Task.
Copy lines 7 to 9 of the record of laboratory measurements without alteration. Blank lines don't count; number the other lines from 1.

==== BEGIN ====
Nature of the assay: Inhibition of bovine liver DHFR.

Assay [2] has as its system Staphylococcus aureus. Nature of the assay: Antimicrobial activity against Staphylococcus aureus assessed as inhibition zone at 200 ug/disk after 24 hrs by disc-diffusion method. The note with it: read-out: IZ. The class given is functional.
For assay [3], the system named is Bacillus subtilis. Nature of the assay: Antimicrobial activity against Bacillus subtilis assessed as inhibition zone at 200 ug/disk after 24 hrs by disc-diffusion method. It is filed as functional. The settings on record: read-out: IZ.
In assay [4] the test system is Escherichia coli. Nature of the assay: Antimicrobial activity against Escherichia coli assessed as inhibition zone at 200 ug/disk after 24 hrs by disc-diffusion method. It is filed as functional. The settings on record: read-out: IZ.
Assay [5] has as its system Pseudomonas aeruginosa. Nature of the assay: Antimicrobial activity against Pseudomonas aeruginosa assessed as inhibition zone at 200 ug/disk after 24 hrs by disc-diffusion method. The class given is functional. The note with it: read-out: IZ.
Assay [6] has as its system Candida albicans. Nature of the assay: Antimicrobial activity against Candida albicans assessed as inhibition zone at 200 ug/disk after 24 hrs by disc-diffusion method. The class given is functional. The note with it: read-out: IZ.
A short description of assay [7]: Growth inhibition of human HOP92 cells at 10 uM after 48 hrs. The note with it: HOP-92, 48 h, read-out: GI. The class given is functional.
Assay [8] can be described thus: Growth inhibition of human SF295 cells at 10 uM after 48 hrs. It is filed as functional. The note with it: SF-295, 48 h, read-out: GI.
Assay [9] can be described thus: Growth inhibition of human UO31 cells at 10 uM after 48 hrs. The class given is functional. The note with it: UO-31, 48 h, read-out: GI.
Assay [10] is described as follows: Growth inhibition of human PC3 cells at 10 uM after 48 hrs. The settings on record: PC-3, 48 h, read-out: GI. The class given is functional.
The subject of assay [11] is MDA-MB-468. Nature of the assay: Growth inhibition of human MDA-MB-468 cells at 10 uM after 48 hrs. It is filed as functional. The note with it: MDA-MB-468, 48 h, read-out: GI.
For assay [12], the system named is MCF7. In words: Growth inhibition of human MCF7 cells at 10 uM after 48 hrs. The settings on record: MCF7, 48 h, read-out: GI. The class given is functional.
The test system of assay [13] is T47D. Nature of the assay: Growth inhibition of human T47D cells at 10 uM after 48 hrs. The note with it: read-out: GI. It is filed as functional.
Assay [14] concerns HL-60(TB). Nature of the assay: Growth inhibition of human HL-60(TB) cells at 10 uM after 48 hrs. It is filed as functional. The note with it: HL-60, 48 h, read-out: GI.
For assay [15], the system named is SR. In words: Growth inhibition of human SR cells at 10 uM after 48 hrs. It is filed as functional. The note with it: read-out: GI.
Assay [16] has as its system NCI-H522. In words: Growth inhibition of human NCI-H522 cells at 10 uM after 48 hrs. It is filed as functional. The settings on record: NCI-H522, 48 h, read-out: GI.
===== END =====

A short description of assay [7]: Growth inhibition of human HOP92 cells at 10 uM after 48 hrs. The note with it: HOP-92, 48 h, read-out: GI. The class given is functional.
Assay [8] can be described thus: Growth inhibition of human SF295 cells at 10 uM after 48 hrs. It is filed as functional. The note with it: SF-295, 48 h, read-out: GI.
Assay [9] can be described thus: Growth inhibition of human UO31 cells at 10 uM after 48 hrs. The class given is functional. The note with it: UO-31, 48 h, read-out: GI.